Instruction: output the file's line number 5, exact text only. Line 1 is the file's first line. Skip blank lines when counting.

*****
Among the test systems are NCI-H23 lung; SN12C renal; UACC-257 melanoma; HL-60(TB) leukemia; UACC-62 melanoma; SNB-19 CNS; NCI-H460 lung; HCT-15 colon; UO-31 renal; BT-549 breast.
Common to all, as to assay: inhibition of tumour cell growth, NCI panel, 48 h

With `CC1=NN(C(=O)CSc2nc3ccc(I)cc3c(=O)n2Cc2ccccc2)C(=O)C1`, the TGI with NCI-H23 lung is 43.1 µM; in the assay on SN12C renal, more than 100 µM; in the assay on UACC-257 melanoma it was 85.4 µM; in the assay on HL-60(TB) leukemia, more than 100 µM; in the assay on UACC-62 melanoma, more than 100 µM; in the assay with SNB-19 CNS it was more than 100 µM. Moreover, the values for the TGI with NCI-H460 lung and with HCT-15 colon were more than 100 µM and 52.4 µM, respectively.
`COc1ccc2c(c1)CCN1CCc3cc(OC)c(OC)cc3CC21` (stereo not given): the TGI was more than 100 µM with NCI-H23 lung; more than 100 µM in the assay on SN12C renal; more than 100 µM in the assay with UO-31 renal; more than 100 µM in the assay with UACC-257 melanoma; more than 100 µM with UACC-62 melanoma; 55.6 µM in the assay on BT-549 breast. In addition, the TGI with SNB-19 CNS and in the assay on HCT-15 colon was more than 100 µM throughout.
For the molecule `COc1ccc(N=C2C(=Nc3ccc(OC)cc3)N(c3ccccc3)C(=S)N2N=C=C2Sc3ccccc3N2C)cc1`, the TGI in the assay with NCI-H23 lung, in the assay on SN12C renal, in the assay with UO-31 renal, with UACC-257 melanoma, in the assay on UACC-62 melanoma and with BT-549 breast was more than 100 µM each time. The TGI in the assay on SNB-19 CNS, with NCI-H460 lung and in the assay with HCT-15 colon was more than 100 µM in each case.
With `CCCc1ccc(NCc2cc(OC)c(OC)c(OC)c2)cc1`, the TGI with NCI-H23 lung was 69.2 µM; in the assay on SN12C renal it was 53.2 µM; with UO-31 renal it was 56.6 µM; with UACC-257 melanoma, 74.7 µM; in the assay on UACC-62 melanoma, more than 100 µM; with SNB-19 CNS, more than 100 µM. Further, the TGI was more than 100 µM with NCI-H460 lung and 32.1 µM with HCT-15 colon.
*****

For the molecule `COc1ccc(N=C2C(=Nc3ccc(OC)cc3)N(c3ccccc3)C(=S)N2N=C=C2Sc3ccccc3N2C)cc1`, the TGI in the assay with NCI-H23 lung, in the assay on SN12C renal, in the assay with UO-31 renal, with UACC-257 melanoma, in the assay on UACC-62 melanoma and with BT-549 breast was more than 100 µM each time. The TGI in the assay on SNB-19 CNS, with NCI-H460 lung and in the assay with HCT-15 colon was more than 100 µM in each case.